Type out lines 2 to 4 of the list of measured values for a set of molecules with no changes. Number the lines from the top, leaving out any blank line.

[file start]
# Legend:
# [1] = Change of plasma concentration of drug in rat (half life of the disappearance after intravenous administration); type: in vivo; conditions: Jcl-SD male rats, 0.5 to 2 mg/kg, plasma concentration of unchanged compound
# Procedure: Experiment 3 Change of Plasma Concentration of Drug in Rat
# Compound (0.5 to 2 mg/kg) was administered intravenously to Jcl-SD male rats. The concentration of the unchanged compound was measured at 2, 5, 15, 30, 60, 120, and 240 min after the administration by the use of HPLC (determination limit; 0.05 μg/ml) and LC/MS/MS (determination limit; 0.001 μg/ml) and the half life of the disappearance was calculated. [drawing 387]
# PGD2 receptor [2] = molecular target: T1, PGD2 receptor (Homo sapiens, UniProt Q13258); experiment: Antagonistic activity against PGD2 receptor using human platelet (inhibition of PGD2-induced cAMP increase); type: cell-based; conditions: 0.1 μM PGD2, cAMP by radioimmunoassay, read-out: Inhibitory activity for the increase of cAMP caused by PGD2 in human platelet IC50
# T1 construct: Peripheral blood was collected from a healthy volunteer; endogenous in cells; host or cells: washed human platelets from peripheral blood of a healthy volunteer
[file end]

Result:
# [1] = Change of plasma concentration of drug in rat (half life of the disappearance after intravenous administration); type: in vivo; conditions: Jcl-SD male rats, 0.5 to 2 mg/kg, plasma concentration of unchanged compound
# Procedure: Experiment 3 Change of Plasma Concentration of Drug in Rat
# Compound (0.5 to 2 mg/kg) was administered intravenously to Jcl-SD male rats. The concentration of the unchanged compound was measured at 2, 5, 15, 30, 60, 120, and 240 min after the administration by the use of HPLC (determination limit; 0.05 μg/ml) and LC/MS/MS (determination limit; 0.001 μg/ml) and the half life of the disappearance was calculated. [drawing 387]